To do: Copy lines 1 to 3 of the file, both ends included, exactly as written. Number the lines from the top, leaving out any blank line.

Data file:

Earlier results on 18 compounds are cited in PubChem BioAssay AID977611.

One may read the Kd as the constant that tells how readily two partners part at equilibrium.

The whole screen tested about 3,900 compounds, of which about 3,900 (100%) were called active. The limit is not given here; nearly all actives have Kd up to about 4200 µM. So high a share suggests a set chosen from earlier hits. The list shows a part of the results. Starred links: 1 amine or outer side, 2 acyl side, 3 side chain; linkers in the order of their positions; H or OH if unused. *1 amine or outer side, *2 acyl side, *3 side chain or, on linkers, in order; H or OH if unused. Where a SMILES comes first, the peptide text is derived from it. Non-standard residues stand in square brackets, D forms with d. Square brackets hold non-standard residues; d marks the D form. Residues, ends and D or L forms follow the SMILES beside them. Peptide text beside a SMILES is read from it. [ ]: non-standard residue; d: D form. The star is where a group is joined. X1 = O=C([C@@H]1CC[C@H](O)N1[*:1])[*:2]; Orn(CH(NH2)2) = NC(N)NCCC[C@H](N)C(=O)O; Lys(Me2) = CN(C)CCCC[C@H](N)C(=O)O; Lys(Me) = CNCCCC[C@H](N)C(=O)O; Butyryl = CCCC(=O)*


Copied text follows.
Earlier results on 18 compounds are cited in PubChem BioAssay AID977611.

One may read the Kd as the constant that tells how readily two partners part at equilibrium.

The whole screen tested about 3,900 compounds, of which about 3,900 (100%) were called active. The limit is not given here; nearly all actives have Kd up to about 4200 µM. So high a share suggests a set chosen from earlier hits. The list shows a part of the results. Starred links: 1 amine or outer side, 2 acyl side, 3 side chain; linkers in the order of their positions; H or OH if unused. *1 amine or outer side, *2 acyl side, *3 side chain or, on linkers, in order; H or OH if unused. Where a SMILES comes first, the peptide text is derived from it. Non-standard residues stand in square brackets, D forms with d. Square brackets hold non-standard residues; d marks the D form. Residues, ends and D or L forms follow the SMILES beside them. Peptide text beside a SMILES is read from it. [ ]: non-standard residue; d: D form. The star is where a group is joined. X1 = O=C([C@@H]1CC[C@H](O)N1[*:1])[*:2]; Orn(CH(NH2)2) = NC(N)NCCC[C@H](N)C(=O)O; Lys(Me2) = CN(C)CCCC[C@H](N)C(=O)O; Lys(Me) = CNCCCC[C@H](N)C(=O)O; Butyryl = CCCC(=O)*